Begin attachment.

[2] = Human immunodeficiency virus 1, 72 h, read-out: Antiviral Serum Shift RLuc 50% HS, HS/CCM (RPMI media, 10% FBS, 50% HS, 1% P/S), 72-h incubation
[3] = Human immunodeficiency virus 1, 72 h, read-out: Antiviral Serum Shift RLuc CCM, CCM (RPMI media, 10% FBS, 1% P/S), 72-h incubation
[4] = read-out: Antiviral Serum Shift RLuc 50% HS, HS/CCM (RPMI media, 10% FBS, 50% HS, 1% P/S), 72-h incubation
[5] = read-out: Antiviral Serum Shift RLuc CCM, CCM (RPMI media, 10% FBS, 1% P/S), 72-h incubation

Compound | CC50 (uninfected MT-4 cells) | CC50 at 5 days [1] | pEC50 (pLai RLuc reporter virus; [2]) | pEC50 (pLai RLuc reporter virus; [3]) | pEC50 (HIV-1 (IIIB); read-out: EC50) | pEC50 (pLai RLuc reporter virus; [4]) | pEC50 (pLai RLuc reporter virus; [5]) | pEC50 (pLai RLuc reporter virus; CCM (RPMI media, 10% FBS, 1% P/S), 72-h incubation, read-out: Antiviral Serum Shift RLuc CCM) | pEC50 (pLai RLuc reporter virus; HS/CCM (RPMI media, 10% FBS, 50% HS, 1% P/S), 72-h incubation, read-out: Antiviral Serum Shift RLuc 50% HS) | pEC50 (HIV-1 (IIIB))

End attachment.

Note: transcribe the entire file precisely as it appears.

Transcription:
[2] = Human immunodeficiency virus 1, 72 h, read-out: Antiviral Serum Shift RLuc 50% HS, HS/CCM (RPMI media, 10% FBS, 50% HS, 1% P/S), 72-h incubation
[3] = Human immunodeficiency virus 1, 72 h, read-out: Antiviral Serum Shift RLuc CCM, CCM (RPMI media, 10% FBS, 1% P/S), 72-h incubation
[4] = read-out: Antiviral Serum Shift RLuc 50% HS, HS/CCM (RPMI media, 10% FBS, 50% HS, 1% P/S), 72-h incubation
[5] = read-out: Antiviral Serum Shift RLuc CCM, CCM (RPMI media, 10% FBS, 1% P/S), 72-h incubation

Compound | CC50 (uninfected MT-4 cells) | CC50 at 5 days [1] | pEC50 (pLai RLuc reporter virus; [2]) | pEC50 (pLai RLuc reporter virus; [3]) | pEC50 (HIV-1 (IIIB); read-out: EC50) | pEC50 (pLai RLuc reporter virus; [4]) | pEC50 (pLai RLuc reporter virus; [5]) | pEC50 (pLai RLuc reporter virus; CCM (RPMI media, 10% FBS, 1% P/S), 72-h incubation, read-out: Antiviral Serum Shift RLuc CCM) | pEC50 (pLai RLuc reporter virus; HS/CCM (RPMI media, 10% FBS, 50% HS, 1% P/S), 72-h incubation, read-out: Antiviral Serum Shift RLuc 50% HS) | pEC50 (HIV-1 (IIIB))